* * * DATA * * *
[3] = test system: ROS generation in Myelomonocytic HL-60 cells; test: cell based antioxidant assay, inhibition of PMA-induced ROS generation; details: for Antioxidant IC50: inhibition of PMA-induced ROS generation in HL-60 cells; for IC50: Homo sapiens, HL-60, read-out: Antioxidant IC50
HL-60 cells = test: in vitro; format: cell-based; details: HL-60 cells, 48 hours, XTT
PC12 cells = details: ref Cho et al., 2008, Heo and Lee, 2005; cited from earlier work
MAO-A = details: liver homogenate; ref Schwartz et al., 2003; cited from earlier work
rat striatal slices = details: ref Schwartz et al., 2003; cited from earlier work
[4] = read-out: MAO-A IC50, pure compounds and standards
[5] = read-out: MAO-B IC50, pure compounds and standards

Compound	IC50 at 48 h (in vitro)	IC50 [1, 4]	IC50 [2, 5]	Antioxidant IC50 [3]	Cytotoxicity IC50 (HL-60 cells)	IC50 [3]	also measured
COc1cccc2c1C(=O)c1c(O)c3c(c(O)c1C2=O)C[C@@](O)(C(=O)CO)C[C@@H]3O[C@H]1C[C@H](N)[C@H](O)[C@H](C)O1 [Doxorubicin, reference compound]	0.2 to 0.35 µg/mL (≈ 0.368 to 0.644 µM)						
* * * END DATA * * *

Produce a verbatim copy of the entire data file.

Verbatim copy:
[3] = test system: ROS generation in Myelomonocytic HL-60 cells; test: cell based antioxidant assay, inhibition of PMA-induced ROS generation; details: for Antioxidant IC50: inhibition of PMA-induced ROS generation in HL-60 cells; for IC50: Homo sapiens, HL-60, read-out: Antioxidant IC50
HL-60 cells = test: in vitro; format: cell-based; details: HL-60 cells, 48 hours, XTT
PC12 cells = details: ref Cho et al., 2008, Heo and Lee, 2005; cited from earlier work
MAO-A = details: liver homogenate; ref Schwartz et al., 2003; cited from earlier work
rat striatal slices = details: ref Schwartz et al., 2003; cited from earlier work
[4] = read-out: MAO-A IC50, pure compounds and standards
[5] = read-out: MAO-B IC50, pure compounds and standards

Compound	IC50 at 48 h (in vitro)	IC50 [1, 4]	IC50 [2, 5]	Antioxidant IC50 [3]	Cytotoxicity IC50 (HL-60 cells)	IC50 [3]	also measured
COc1cccc2c1C(=O)c1c(O)c3c(c(O)c1C2=O)C[C@@](O)(C(=O)CO)C[C@@H]3O[C@H]1C[C@H](N)[C@H](O)[C@H](C)O1 [Doxorubicin, reference compound]	0.2 to 0.35 µg/mL (≈ 0.368 to 0.644 µM)						